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Michigan's Business Tax has been simplified - and small businesses statewide will be affected.
Businesses used to have to comply with a confusing business tax structure, which included a 4.95% tax, a 0.8% modified gross-receipts tax, and a 22% surcharge.
In a recent move, the Michigan legislature has approved a new tax structure - a flat 6% tax on larger publicly traded companies, eliminating the gross-receipts tax and surcharge.
The tax reforms also brought in a new pension tax and raised income taxes on Michigan residents, reports The Wall Street Journal.
Could Michigan's new tax structure come to your state?
The bill itself barely passed the Michigan legislature. The vote was tied, with the Lt. Gov. Brian Calley breaking the tie in favor of the new tax reforms, reports the AP. Michigan plans to cut down on corporate income taxes by $1 billion beginning October 1st, reports The Wall Street Journal.
This could mean great news for small business in Michigan. "Any assistance to small business like that is just huge because taxes are hard for a small business. The taxes we pay...are killer," says Sandy Vyletel, a winery owner, to the Livingston Daily.
Essentially, since the new business tax structure would only impose the flat corporate tax on larger companies, about 95,000 small businesses in Michigan would only be paying state income tax, according to NFIB.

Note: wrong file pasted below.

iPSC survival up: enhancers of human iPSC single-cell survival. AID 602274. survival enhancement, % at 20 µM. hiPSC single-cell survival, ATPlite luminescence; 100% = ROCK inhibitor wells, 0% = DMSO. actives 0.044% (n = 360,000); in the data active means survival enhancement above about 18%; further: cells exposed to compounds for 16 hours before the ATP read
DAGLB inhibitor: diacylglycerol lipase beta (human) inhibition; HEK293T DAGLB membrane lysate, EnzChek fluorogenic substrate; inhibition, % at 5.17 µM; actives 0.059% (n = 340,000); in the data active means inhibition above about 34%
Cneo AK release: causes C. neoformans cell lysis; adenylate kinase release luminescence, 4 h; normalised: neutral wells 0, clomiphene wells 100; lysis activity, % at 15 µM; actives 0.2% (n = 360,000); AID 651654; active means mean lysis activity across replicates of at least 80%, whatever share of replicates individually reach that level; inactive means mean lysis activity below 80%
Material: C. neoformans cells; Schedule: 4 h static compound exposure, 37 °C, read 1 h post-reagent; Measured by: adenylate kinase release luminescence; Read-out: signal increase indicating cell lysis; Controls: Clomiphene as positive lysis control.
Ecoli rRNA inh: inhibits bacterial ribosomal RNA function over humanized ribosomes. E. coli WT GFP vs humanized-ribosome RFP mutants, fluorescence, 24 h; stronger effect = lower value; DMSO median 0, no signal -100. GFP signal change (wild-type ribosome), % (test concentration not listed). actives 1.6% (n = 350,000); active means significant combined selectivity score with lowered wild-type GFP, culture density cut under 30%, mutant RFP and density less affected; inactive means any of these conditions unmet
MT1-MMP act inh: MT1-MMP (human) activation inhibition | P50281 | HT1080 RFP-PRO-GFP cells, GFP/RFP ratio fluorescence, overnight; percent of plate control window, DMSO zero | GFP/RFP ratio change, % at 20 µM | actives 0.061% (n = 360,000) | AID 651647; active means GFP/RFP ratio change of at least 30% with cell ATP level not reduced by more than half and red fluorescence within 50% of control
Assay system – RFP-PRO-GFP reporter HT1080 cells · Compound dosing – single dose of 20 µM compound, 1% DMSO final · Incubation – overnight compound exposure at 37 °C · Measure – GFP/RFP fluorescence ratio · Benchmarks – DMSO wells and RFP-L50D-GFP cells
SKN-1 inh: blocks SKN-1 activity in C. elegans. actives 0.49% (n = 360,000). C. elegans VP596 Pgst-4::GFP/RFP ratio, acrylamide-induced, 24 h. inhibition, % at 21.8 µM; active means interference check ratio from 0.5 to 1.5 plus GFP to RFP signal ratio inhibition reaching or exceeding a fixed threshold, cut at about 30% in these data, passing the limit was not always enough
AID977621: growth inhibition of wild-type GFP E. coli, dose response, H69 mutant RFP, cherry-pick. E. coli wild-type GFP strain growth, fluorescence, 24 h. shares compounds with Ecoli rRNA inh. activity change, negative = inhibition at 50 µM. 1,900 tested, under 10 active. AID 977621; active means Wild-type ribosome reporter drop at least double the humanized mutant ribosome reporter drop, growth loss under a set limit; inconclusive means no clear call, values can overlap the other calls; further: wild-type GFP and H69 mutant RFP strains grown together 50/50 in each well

The hope is that the reduction in business taxes will help small businesses stay afloat, and encourage entrepreneurs to start their own ventures. In a state with high unemployment, the more businesses are in good shape, the more job opportunities there may be.
With state governments trying to balance budgets and maintain jobs, whether or not this simplified tax structure will spread to other states is unknown. After all, any reduction in tax revenue for the state would mean less income and the possibility that the state would have to cut corners some other way.
And, state tax structures vary widely. Michigan's business tax structure may not be too different than your state's business tax - some states have no state corporate income tax, while others have flat rates and variable rates depending on income.
Meeting with a lawyer can help you understand your options and how to best protect your rights. Visit our attorney directory to find a lawyer near you who can help.